TV Catch Up // Salamander: Series 1, Episodes 7 + 8
With the twists and turns of this quietly gripping but ever confident series getting even more twisty and turney Salamander is fast becoming the main reason not to go out on a Saturday night. These episodes kept the action going perfectly, removing one main character in the process with a very admirable confidence...
Following last week’s explosive conclusion, (in the most literal of ways), Geradi is now without his wife, her body now in a morgue burnt to death by a bomb intended for him. In all honesty, we’re not crying too much about her death as the two never really looked very much they were married in the first place and bar last week’s tender moments between them, never really clicked to our mind.
But, the plot is advanced in a dramatic style and that’s what these shows are about. Just as Martin Rhodes lost Pernille in The Bridge, so Geradi loses his partner here. The only difference, bar style of death, is that that this is the middle of the series. And Geradi is not a happy man! (Needless to say…) With his daughter, with whom he has a very good relationship it has to be said, offered a protective place in a boarding school by a quietly repenting Public Prosecutor at I9, he’s on the hunt for her killers.
The drama could be described simply in terms of words but it’s the central performance from actor Filip Peeters that makes the often by-the-numbers action gel together so well. His unflinching expression, rarely issuing a smile or even an emotional acknowledgement beyond disgruntlement (very understandable, all things accounted for!) are essential viewing. But when he breaks down in the hospital following his wife’s death, curling up on the floor in a foetal position it’s an effective moment.
It seems also that conspiracy and coincidence are also rife in the Belgium portrayed in Salamander. We’ll admit that we were very puzzled by the series’ title at first, and now that we know what Salamander is it’s all a lot clearer but still as murky as a garden pond after the rain. What is their aim in toppling the country? We know that Jonkhere , from the similarly named private bank that was robbed in the opening moments of the series, is high up in the chain but what are they aiming to do?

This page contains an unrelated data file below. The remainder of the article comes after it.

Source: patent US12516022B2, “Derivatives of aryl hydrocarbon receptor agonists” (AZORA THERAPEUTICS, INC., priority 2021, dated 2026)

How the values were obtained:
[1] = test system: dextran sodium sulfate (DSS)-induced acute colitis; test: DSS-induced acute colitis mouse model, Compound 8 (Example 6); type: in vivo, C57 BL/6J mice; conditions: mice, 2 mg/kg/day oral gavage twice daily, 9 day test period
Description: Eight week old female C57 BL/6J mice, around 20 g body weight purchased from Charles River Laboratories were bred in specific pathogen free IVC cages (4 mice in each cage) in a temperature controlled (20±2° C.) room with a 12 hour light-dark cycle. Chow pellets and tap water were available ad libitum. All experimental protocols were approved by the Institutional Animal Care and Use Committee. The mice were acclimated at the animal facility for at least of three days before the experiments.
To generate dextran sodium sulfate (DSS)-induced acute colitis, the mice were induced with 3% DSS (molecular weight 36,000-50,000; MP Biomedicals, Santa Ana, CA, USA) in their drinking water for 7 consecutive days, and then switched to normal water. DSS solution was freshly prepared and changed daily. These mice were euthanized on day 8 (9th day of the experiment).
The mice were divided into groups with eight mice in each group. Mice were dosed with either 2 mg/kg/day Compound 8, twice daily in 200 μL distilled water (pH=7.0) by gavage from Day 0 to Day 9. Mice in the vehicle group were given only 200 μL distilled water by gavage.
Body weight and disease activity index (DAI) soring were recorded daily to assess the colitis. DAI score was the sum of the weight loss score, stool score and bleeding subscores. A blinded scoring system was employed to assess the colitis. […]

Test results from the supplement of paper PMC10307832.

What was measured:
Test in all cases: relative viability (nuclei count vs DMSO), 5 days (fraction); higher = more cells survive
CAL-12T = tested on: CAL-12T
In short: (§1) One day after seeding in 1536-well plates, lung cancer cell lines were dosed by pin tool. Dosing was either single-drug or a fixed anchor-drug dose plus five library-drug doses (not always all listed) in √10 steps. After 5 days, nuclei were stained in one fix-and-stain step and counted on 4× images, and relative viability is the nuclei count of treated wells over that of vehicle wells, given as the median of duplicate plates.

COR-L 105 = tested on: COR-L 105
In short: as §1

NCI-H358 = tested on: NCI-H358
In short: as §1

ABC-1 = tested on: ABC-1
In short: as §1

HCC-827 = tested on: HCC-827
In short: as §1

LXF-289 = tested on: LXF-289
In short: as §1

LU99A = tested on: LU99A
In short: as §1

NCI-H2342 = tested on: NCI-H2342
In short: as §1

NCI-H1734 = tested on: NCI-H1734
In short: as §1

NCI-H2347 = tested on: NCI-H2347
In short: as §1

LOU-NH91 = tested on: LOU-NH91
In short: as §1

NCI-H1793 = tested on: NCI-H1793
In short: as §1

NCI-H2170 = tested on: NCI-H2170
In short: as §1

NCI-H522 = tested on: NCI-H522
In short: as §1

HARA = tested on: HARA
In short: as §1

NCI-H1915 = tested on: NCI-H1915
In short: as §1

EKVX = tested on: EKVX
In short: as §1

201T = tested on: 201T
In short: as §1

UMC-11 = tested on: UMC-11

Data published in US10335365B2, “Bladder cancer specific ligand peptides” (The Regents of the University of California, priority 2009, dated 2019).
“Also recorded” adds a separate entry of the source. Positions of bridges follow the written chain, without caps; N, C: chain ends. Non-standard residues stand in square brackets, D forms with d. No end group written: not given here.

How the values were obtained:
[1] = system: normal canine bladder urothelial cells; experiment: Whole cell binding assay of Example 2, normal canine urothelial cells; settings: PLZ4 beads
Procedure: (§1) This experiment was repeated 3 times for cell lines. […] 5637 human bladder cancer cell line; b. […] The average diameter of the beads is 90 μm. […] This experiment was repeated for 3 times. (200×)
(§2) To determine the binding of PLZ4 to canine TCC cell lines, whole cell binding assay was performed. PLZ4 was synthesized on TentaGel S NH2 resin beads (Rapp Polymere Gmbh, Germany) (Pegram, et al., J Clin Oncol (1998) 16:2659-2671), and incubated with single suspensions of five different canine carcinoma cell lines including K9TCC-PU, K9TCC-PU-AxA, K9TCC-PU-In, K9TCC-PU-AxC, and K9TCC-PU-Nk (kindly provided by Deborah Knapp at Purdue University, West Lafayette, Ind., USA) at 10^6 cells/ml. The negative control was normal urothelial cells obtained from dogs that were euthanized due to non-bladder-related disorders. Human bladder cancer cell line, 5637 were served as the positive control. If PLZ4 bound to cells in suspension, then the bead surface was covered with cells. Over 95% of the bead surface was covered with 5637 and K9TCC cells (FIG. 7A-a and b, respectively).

With the dreaded brown envelopes and suicide tainted phone calls it’s getting like The X Files – not a bad thing, it has to be said. Certainly, this conspiracy is less murky and it’s method of execution even more simple than anyone would dare plan. There are car chases to be won, guns to be drawn and cliff hangers that are so simple they’re frustrating! This is drama that doesn’t seek to groundbreaking but merely to keep you on the edge of your seat. It works, as well.
Following in the footsteps of a slot occupied by Borgen and The Bridge on BBC 4 it’s a tough sell for such a regularly planned show as this but it’s winning slowly but surely. The scenery of Belgium is certainly dark but not in such an obviously beautiful way yet it’s the characters that make this show work. The ruthless Jonkhere, the still could-go-either-way Public Prosecutor at I9 and his security men are all portrayed just in the right manner. We really don’t know if they will go either way!
With four episodes to go we will surely find out if anything comes of the coincidental meet between Sarah, daughter of one of the bank robbers, and Geradi at a networking party. Her daughter also going to the same boarding school as Sofie is surely a sign that something will come of this meeting. What next week brings… we can only guess!
See you then!
Words: Sebastian Gahan. Image: © BBC.